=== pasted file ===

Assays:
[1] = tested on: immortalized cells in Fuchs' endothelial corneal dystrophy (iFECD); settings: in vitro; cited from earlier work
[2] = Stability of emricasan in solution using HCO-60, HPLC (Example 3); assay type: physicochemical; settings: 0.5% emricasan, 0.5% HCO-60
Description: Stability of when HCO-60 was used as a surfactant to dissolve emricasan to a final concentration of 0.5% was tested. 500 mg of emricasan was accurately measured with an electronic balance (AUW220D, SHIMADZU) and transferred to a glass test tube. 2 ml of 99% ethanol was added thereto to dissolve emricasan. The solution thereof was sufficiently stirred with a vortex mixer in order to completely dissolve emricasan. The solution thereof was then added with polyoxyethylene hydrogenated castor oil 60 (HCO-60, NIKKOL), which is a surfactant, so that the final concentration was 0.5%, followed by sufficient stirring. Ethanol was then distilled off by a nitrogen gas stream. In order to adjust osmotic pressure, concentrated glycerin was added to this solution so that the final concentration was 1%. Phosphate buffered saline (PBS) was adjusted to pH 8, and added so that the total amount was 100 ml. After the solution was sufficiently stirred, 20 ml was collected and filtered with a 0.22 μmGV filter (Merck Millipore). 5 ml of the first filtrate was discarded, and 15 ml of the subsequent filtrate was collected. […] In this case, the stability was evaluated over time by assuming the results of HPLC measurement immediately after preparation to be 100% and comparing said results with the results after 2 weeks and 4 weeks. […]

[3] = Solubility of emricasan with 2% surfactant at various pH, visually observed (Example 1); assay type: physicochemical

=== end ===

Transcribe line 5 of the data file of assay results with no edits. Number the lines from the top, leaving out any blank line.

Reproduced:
[3] = Solubility of emricasan with 2% surfactant at various pH, visually observed (Example 1); assay type: physicochemical